Markoff was removed from the around-the-clock surveillance, although a source told ABC News, "He is extremely withdrawn." Markoff is still wearing the paper clothing that he was given when put on a suicide watch.
The suspect broke down during a weekend visit with his family, telling his brother to "forget about [him]" and that "there's more coming out," ABC News has confirmed.
"It is unclear if he meant more victims or more evidence," a law enforcement official familiar with the visit told ABC News.
ABC News has also obtained court documents in which Markoff, a medical student, pleads poverty. The documents claim that he has not received any financial support from his family for several years and that he is living off student loans that total $130,000.
In response, the court ordered Markoff's lawyer, John Salsberg, to defend him at the public's expense, the court documents state.
The emotional family visit Friday, first reported by the Boston Herald, was the first time the 23-year-old's family had seen Markoff since his arrest in connection with the murder of Brisman, a 26-year-old massage therapist.
One of the alleged victims, Las Vegas masseuse Trisha Leffler told CBS "48 Hours" Saturday she survived an attack by Markoff and that after he tied her up and took her money, he stopped to take a memento.
"He picked up a pair of my underwear that were on the floor and put them in his pocket," Leffler said. Last week, investigators found panties belonging to two of the alleged victims in Markoff's apartment.
Though Markoff's attorney, John Salsberg, said Markoff's family remains "very supportive of him," McAllister has yet to visit him in jail, and a bandmember who was scheduled to play at the couple's August wedding said the gig was canceled.
"The McAllister family contacted me late Friday evening and basically told me the wedding was off," Will Forte of the B Street Band said.
McAllister was not the only one coming to the former medical student's defense.
Sunday, ABC News received a statement from a close friend who said Markoff has been unfairly labeled "a murderer and a menace to society" by the media. The friend declined to be identified, at the request of Markoff's family.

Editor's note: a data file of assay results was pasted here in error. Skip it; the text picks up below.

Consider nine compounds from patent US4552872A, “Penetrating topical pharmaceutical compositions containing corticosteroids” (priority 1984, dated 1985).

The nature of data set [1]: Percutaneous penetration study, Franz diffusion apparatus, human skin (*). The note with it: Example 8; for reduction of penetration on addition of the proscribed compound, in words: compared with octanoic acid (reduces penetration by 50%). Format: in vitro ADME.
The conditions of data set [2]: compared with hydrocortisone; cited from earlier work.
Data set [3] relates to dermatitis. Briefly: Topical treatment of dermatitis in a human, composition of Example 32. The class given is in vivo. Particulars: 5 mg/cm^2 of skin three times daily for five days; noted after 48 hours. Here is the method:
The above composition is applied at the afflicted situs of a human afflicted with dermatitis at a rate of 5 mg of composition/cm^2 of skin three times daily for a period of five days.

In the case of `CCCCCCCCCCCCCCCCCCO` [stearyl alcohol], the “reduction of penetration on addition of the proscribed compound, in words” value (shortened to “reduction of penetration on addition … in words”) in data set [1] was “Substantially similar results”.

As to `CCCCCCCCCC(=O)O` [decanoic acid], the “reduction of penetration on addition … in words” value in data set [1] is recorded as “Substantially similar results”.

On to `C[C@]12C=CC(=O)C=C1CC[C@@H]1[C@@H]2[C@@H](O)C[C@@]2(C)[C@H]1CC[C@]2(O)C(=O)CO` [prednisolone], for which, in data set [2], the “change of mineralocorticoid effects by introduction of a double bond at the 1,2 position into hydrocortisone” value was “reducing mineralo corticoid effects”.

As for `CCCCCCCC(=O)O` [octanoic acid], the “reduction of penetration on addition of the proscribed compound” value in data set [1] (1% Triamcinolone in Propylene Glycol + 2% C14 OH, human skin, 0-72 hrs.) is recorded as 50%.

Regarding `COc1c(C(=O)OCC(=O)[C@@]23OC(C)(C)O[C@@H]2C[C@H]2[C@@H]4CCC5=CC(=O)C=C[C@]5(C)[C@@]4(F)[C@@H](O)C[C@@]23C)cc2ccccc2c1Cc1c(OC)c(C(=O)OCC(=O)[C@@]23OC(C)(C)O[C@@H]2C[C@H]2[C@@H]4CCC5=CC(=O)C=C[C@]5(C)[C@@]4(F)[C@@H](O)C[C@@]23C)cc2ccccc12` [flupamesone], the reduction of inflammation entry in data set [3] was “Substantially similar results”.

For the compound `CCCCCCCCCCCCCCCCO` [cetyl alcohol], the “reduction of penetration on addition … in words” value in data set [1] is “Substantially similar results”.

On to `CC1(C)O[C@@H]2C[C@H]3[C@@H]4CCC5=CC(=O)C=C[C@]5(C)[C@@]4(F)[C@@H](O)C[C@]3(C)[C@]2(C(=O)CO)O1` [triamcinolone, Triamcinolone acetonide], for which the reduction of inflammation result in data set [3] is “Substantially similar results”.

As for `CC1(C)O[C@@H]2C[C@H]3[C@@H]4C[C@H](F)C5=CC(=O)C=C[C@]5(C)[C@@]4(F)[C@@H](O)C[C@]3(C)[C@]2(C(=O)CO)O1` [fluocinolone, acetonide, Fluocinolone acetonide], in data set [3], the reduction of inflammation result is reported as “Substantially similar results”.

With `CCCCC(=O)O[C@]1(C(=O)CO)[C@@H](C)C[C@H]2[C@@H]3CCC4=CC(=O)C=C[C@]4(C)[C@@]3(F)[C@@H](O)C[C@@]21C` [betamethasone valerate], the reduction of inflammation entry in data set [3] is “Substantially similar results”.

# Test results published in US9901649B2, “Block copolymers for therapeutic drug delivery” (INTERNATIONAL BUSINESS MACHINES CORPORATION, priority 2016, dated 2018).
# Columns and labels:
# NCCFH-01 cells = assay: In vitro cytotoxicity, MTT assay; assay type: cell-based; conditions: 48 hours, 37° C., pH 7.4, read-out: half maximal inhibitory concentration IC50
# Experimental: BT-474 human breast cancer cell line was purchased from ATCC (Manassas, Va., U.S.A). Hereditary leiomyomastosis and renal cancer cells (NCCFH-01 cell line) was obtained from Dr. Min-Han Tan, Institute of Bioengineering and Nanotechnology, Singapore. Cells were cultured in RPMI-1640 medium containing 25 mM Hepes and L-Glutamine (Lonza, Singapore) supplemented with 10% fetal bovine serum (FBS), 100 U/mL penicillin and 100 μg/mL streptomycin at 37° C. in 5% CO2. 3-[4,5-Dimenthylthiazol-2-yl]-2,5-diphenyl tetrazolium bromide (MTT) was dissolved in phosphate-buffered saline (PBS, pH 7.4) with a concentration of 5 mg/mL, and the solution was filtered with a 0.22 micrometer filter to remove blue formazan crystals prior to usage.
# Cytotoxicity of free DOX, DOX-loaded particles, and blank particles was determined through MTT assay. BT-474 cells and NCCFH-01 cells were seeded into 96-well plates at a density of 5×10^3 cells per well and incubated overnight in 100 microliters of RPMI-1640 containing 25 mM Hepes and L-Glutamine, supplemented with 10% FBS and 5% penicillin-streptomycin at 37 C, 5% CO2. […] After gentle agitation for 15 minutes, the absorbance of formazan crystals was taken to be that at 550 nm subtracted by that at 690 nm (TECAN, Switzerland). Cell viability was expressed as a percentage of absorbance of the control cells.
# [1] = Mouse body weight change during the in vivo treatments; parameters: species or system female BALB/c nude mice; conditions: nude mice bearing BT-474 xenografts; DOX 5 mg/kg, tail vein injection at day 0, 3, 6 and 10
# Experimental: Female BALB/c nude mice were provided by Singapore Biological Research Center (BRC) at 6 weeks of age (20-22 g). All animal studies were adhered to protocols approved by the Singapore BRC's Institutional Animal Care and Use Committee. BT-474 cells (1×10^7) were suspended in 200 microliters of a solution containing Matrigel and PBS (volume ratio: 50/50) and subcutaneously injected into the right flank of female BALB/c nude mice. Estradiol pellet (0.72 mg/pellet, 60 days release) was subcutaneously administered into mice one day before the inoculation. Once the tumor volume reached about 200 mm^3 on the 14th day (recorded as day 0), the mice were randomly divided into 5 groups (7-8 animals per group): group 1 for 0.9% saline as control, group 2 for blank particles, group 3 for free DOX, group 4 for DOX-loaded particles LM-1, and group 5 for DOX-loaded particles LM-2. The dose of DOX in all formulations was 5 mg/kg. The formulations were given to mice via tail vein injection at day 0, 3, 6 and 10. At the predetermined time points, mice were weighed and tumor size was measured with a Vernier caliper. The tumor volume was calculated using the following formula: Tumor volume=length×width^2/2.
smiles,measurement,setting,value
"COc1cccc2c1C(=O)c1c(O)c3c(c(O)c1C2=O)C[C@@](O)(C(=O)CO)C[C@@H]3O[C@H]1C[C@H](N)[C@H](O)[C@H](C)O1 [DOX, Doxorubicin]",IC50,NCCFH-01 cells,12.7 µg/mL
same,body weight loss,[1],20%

In the statement, the friend said Markoff had endured what amounts to "a public lynching of an individual who, in reality, has few character flaws," but Markoff's family and friends are "keeping hope of an unbiased trial."
ABC News has obtained an e-mail that was sent to Brisman's regular clients. The e-mail has been entered into evidence in the case against Markoff, who is accused of killing her after he responded to her ad on Craigslist.
Brisman, 26, of New York City, had booked a hotel room in Boston for Sunday through Wednesday night, April 12-15, according to one of those regular clients who booked frequently with Mary Beth Simons, the New York owner of a tanning salon who once shared an apartment with Brisman.
Simons is cooperating with police and helped provide the link that led Boston Police Department homicide investigators to Markoff's Quincy home after he used his real name and address to set up an e-mail account a day before Brisman was shot three times at point-blank range and had her head bashed in, several law enforcement sources said.
The e-mail obtained by ABC News reads: